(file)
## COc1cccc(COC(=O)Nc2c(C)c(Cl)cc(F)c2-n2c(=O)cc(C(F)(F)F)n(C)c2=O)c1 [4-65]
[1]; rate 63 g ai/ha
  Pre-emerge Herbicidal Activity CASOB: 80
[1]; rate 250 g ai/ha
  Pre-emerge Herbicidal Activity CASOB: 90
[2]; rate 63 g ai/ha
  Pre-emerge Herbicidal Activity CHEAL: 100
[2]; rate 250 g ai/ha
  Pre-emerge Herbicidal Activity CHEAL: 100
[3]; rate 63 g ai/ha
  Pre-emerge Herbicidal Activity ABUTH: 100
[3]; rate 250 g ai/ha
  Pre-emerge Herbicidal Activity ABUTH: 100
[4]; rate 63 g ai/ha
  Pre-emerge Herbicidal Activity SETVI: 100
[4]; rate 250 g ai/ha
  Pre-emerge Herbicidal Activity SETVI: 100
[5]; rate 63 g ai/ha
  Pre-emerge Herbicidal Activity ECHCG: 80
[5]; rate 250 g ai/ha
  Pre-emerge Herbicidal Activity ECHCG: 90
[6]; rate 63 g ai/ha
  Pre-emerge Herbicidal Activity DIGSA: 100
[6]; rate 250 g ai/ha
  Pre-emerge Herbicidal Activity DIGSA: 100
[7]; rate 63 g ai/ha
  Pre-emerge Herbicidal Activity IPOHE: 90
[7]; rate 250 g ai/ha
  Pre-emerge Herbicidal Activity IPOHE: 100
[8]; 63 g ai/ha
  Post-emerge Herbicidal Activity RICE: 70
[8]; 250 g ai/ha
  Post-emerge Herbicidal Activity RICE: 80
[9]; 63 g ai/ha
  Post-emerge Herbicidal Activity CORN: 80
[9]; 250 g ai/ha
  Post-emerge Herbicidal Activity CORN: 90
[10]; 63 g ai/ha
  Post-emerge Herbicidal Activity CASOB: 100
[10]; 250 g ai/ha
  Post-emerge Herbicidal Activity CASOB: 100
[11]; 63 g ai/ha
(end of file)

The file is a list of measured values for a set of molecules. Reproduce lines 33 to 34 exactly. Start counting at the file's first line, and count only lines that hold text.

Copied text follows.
  Post-emerge Herbicidal Activity RICE: 80
[9]; 63 g ai/ha